I should point out that I am talking about a particular kind of freedom here. What I really mean is that you are free to do something like walk away from your job, provided you are willing to accept whatever consequences may result. Provided you are prepared to face whatever may come, it’s hard to think of an example where one is not free to choose. You are free to commit crime, free not to pay taxes, free to jump off a cliff.
Of course, most people would say that the consequences could be so bad it acts as a sufficient restraint on how we behave. So, most people pay their taxes and obey the law not because they must in the sense we must all die one day, but because they choose to obey and therefore avoid the consequence, rather than choose not to and maybe face those consequences.
Similarly, even if you are in a regular, full-time, Monday to Friday, nine to five job, you don’t have to stick to that schedule. You could decide, “you know what, it’s Wednesday, it’s 10 AM and it’s a sunny day outside. So I am off”, and just go, cheerily telling your superior, “I’ll be back tomorrow. Or not. Depends on my mood”.
Would there be consequences? Probably yes. Most likely, you would figure that such behaviour would result in your being fired, and the threat of that would be enough to ensure you stick to your contract and be at work when it says you should.
For gig work to offer the good kind of flexibility where you get to work only when it is convenient for you, then the consequences resulting from your choice not to work can’t be so (presumably) dire that you regulate your behaviour like people tend to do in regular work.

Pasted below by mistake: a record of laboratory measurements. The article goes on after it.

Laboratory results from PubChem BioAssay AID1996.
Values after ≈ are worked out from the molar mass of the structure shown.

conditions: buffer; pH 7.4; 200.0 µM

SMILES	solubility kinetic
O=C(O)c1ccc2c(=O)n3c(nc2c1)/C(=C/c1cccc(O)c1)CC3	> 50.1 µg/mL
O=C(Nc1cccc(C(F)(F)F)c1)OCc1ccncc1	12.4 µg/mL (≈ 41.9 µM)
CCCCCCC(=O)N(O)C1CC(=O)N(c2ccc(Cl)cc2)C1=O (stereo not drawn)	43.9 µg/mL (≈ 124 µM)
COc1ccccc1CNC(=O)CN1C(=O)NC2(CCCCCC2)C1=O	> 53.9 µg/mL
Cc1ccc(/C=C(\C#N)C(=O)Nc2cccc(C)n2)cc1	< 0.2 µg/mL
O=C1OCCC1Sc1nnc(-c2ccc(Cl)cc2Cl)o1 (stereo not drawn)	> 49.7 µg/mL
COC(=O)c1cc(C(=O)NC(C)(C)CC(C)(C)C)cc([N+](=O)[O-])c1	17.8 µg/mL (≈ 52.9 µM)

Now, where regular work is concerned, the long struggle of unionisation and workers’ rights has established procedures that must be undertaken when dealing with workers who break the rules. In lots of cases you can’t just be sacked, but must first receive verbal warnings, written warnings, and only if you persist in your behaviour does the company finally have it in their power to terminate your employment.
But what about the gig economy? Businesses offering work of this kind do not need to go through any kind of disciplinary procedure. They don’t even need to fire anyone. Indeed, seeing as how workers in the gig economy are supposedly self-employed contractors, they can’t fire you because you do not officially work for them. But what they can do is stop you from using the app.
I can imagine how rumours going around could constrain workers’ freedom to choose whether or not to work. The chatter might go something like this. “Man, be careful. That app you use to accept or refuse work? It logs every time you refuse. I heard that if you turn down too many offers you go on ‘Blacklist’ and can’t get any more work for months. I would accept at least 80 percent of the jobs they offer if I were you”.
By the way, this isn’t just a made-up scenario. In actual fact, businesses in the gig economy often do require their independent contractors to submit to a certain percentage of tasks or otherwise face being temporarily or permanently banned from using their app. And it usually is a high percentage that you must accept, like 80%. Put another way, you are free to turn down the opportunity to work…twenty percent of the time. But other than that if the app says there is work to be done you had better agree to do it, or else. To me, this is kind of like saying something is entirely free…you just have to pay £80 in order to access it.